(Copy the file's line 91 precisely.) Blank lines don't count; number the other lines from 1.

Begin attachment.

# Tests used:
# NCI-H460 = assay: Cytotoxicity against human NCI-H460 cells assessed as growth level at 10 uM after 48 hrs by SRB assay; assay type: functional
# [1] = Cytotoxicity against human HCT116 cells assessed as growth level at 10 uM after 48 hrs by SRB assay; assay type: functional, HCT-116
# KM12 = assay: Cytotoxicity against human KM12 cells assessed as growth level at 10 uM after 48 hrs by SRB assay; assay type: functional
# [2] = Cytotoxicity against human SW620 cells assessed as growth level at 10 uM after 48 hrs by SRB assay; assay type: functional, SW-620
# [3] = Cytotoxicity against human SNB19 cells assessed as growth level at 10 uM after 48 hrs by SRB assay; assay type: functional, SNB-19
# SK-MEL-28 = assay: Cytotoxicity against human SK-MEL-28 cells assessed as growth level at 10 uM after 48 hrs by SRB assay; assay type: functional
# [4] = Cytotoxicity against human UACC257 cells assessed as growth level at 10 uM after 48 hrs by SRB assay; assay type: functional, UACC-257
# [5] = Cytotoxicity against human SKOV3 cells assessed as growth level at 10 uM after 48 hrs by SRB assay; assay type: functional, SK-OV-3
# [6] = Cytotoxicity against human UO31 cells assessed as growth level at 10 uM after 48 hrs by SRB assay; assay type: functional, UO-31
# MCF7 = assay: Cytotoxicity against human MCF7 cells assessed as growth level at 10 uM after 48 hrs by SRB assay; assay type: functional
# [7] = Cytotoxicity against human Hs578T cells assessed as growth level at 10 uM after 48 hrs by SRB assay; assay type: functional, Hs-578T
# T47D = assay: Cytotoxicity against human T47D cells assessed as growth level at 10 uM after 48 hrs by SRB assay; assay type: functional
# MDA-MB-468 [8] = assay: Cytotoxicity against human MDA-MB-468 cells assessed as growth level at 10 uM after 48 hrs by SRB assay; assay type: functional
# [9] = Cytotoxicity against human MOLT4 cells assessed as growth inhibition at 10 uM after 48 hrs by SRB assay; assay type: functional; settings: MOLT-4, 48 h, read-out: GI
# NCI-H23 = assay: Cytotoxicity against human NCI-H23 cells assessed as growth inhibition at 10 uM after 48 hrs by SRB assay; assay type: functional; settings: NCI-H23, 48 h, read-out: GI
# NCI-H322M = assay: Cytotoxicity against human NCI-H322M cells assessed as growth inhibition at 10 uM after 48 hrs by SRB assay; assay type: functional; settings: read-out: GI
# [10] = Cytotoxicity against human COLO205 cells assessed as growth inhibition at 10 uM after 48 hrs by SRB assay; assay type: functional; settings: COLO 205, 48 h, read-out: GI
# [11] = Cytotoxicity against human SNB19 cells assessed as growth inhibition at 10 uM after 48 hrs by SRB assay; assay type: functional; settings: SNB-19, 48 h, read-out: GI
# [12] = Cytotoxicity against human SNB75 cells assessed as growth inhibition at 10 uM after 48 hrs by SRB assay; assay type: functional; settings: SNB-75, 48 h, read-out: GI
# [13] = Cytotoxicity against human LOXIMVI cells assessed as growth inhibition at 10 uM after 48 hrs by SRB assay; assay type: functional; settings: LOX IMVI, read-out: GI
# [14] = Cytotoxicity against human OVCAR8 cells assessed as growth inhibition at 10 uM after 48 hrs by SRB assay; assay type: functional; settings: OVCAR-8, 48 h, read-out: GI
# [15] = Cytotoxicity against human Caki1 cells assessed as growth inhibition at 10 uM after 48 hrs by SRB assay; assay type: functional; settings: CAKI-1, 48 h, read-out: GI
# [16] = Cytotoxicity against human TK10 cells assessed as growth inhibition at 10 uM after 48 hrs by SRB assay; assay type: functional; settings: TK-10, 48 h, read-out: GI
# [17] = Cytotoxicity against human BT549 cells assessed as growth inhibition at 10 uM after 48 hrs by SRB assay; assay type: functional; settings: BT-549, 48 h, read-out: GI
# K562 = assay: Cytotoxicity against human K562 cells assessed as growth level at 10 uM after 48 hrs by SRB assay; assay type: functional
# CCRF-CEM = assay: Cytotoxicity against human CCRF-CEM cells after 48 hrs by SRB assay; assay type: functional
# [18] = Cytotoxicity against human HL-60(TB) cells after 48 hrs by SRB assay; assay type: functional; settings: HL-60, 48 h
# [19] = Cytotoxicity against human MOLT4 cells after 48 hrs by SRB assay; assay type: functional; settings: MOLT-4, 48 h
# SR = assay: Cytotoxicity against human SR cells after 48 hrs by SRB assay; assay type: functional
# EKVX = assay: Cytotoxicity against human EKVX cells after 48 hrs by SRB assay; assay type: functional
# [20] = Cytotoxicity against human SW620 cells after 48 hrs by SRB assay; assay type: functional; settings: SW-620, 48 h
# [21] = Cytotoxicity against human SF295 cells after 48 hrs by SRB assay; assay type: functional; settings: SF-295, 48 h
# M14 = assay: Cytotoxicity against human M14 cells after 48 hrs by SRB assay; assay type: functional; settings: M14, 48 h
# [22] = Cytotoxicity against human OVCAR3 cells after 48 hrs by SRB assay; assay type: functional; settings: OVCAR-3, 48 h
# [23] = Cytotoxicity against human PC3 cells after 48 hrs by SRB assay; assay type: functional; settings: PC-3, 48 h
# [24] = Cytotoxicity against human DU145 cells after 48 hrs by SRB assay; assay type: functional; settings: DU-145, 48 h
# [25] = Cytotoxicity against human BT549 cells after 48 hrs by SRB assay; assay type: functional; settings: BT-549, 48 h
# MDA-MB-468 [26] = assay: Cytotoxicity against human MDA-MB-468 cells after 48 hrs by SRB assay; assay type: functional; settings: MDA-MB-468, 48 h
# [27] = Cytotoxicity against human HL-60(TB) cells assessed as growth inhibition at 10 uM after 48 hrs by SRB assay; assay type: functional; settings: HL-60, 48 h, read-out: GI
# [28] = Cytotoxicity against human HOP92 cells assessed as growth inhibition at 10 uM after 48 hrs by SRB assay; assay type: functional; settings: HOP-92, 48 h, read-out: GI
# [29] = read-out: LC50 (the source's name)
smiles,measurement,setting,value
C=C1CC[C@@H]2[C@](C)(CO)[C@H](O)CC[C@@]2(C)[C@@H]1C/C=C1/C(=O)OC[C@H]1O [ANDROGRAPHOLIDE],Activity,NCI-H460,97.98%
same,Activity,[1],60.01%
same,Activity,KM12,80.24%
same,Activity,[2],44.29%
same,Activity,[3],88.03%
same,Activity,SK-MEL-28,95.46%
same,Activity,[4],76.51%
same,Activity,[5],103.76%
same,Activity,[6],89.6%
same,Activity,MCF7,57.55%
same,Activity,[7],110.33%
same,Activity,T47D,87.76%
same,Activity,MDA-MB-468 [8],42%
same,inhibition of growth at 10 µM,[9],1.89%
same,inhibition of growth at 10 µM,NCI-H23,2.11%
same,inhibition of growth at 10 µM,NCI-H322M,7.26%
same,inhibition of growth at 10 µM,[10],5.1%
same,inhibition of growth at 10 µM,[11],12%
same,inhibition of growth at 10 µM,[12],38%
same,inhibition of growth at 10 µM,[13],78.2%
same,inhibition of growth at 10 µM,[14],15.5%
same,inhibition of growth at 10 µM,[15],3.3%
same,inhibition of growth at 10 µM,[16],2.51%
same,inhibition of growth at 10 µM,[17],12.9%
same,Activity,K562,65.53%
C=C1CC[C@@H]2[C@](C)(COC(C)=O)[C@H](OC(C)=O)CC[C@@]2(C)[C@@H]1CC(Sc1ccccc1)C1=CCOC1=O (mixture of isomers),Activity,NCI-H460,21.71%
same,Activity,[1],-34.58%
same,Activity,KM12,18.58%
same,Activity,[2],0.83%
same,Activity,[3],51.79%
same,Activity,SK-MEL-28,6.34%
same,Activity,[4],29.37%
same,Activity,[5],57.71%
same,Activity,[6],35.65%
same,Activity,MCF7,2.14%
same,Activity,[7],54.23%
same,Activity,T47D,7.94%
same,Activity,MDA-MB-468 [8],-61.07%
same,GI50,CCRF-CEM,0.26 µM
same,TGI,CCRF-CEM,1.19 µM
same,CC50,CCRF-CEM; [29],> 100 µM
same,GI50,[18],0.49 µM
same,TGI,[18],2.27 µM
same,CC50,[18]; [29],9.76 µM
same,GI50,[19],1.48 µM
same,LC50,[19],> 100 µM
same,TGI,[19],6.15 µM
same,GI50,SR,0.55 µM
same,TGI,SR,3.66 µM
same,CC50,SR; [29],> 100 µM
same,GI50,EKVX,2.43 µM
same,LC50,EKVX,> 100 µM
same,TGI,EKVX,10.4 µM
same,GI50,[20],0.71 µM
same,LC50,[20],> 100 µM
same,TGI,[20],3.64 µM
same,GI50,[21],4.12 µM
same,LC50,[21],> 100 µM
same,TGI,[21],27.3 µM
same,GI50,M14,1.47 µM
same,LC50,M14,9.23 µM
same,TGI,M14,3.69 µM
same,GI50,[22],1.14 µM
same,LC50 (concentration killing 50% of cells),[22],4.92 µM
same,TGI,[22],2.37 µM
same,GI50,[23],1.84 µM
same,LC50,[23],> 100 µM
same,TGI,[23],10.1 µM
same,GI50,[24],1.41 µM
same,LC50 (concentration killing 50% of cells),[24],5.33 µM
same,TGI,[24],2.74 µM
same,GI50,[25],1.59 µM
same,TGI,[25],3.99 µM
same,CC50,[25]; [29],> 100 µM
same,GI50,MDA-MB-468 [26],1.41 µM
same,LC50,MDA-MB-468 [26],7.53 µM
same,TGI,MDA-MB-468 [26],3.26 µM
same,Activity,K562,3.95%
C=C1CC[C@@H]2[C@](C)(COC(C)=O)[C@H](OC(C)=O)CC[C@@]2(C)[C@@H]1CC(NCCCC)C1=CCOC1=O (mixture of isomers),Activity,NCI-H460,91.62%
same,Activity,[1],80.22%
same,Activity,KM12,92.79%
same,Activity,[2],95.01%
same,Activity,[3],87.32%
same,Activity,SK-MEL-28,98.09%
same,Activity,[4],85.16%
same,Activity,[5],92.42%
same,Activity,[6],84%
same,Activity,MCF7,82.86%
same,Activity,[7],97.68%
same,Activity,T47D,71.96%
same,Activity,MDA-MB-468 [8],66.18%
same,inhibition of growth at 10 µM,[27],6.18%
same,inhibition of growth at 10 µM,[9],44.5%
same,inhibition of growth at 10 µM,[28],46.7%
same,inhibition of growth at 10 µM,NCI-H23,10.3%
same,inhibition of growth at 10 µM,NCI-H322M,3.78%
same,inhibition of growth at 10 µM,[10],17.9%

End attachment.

same,GI50,SR,0.55 µM